This Article examines the unprecedented and deeply underestimated global power that the EU is exercising through its legal institutions and standards, and how it successfully exports that influence to the rest of the world. Without the need to use international institutions or seek other nations' cooperation, the EU has a strong and growing ability to promulgate regulations that become entrenched in the legal frameworks of developed and developing markets alike, leading to a notable "Europeanization" of many important aspects of global commerce. The Article identifies the precise conditions for and the specific mechanism through which this externalization of EU's standards unfolds. Enhanced understanding of these conditions and this mechanism helps explain why the EU is currently the only jurisdiction that can wield unilateral influence across a number of areas of law – ranging from antitrust and privacy to health and environmental regulation – and why the markets, other states, and international institutions can do little to constrain Europe's global regulatory power.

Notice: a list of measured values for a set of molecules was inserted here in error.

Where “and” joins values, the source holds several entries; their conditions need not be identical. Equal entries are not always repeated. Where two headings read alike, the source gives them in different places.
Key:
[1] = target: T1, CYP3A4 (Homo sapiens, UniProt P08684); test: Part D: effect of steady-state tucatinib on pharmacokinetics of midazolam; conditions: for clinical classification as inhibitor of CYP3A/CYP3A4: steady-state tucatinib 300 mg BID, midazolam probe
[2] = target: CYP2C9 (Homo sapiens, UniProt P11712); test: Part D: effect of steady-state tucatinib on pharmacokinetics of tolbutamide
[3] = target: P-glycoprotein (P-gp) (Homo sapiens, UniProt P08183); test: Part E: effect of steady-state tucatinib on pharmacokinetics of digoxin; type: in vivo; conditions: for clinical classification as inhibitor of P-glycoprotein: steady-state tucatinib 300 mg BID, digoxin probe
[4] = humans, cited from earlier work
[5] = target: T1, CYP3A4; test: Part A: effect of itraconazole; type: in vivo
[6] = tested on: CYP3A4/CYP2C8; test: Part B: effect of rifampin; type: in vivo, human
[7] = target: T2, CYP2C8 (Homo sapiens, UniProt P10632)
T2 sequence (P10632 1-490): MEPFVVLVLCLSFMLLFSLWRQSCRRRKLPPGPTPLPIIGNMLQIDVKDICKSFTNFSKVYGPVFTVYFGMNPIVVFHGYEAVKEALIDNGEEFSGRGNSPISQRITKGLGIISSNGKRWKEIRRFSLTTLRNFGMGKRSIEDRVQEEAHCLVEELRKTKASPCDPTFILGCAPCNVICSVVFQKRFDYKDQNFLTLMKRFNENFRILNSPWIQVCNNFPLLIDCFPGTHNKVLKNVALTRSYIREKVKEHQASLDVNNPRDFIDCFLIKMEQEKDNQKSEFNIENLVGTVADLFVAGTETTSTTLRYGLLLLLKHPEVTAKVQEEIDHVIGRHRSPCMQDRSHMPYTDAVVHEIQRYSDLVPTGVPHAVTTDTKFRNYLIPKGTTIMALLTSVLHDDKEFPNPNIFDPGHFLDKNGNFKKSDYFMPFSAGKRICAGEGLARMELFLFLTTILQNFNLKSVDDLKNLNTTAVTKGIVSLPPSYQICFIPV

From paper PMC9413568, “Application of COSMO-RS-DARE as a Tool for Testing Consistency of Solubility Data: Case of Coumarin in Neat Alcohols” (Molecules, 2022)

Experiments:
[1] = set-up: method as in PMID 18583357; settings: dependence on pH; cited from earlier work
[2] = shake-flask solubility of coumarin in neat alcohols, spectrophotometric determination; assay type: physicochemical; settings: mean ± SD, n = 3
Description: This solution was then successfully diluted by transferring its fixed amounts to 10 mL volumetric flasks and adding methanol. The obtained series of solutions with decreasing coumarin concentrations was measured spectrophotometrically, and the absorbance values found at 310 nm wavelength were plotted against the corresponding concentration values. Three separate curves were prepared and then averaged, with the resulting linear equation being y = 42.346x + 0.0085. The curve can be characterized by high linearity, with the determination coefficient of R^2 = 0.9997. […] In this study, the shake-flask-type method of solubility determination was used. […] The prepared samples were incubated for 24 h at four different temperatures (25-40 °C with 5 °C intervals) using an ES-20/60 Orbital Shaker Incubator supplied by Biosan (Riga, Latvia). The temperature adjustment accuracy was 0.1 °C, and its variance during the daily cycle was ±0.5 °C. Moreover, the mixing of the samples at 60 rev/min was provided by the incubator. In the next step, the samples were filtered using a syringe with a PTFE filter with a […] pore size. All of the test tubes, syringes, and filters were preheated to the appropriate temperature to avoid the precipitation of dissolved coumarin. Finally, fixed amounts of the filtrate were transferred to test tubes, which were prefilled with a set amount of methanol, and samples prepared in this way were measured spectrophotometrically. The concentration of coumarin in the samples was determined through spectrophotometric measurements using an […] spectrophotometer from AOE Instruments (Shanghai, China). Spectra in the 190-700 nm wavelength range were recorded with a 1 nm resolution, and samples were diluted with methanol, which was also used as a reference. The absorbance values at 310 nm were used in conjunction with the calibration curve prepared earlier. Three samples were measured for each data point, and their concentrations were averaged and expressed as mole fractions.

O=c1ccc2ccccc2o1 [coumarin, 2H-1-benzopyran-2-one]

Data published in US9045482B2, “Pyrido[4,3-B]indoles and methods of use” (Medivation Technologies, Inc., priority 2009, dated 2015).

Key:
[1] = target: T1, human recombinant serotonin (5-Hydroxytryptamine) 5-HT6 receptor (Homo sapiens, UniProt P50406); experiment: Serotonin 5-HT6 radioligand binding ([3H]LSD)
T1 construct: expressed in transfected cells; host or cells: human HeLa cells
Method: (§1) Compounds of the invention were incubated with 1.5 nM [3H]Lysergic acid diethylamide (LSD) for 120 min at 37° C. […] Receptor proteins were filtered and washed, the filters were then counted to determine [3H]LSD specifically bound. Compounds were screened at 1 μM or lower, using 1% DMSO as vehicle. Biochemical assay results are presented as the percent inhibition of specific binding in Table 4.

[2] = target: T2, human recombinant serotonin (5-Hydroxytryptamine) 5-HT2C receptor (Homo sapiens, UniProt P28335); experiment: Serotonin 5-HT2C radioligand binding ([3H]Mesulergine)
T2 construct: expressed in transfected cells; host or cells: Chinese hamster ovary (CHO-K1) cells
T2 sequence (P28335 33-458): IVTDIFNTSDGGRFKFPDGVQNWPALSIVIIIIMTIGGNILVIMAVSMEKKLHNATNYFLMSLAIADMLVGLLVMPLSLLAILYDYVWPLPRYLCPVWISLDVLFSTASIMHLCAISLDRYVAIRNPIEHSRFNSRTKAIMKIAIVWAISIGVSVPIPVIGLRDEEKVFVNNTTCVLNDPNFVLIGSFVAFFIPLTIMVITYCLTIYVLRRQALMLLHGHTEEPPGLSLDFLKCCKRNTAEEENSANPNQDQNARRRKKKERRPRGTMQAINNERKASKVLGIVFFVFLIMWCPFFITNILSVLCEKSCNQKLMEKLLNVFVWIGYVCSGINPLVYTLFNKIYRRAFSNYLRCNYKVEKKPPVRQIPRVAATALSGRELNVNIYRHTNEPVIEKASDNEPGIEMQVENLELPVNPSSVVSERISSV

Antitrust and Trade Regulation | European Law | International Trade Law | Law | Law and Economics
The Brussels Effect,
Nw. U. L. Rev.
Available at: https://scholarship.law.columbia.edu/faculty_scholarship/271